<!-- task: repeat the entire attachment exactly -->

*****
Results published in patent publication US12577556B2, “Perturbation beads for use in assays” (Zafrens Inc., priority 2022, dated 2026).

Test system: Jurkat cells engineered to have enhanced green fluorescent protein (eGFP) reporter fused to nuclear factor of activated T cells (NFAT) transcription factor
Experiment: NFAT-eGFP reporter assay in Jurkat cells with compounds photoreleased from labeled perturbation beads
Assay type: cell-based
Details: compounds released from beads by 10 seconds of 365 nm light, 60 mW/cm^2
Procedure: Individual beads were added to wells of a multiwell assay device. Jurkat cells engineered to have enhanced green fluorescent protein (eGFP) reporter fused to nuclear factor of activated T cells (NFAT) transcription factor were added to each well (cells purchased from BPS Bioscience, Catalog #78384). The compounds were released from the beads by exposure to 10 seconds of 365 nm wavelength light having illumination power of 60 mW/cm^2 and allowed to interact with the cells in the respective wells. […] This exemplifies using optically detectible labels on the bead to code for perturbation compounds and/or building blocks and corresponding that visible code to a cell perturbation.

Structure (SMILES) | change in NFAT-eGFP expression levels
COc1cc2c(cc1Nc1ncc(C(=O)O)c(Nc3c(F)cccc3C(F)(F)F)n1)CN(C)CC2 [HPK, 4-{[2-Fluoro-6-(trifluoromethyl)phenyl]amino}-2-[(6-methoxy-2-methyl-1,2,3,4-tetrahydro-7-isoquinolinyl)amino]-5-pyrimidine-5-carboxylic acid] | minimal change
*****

Results published in patent publication US12577556B2, “Perturbation beads for use in assays” (Zafrens Inc., priority 2022, dated 2026).

Test system: Jurkat cells engineered to have enhanced green fluorescent protein (eGFP) reporter fused to nuclear factor of activated T cells (NFAT) transcription factor
Experiment: NFAT-eGFP reporter assay in Jurkat cells with compounds photoreleased from labeled perturbation beads
Assay type: cell-based
Details: compounds released from beads by 10 seconds of 365 nm light, 60 mW/cm^2
Procedure: Individual beads were added to wells of a multiwell assay device. Jurkat cells engineered to have enhanced green fluorescent protein (eGFP) reporter fused to nuclear factor of activated T cells (NFAT) transcription factor were added to each well (cells purchased from BPS Bioscience, Catalog #78384). The compounds were released from the beads by exposure to 10 seconds of 365 nm wavelength light having illumination power of 60 mW/cm^2 and allowed to interact with the cells in the respective wells. […] This exemplifies using optically detectible labels on the bead to code for perturbation compounds and/or building blocks and corresponding that visible code to a cell perturbation.

Structure (SMILES) | change in NFAT-eGFP expression levels
COc1cc2c(cc1Nc1ncc(C(=O)O)c(Nc3c(F)cccc3C(F)(F)F)n1)CN(C)CC2 [HPK, 4-{[2-Fluoro-6-(trifluoromethyl)phenyl]amino}-2-[(6-methoxy-2-methyl-1,2,3,4-tetrahydro-7-isoquinolinyl)amino]-5-pyrimidine-5-carboxylic acid] | minimal change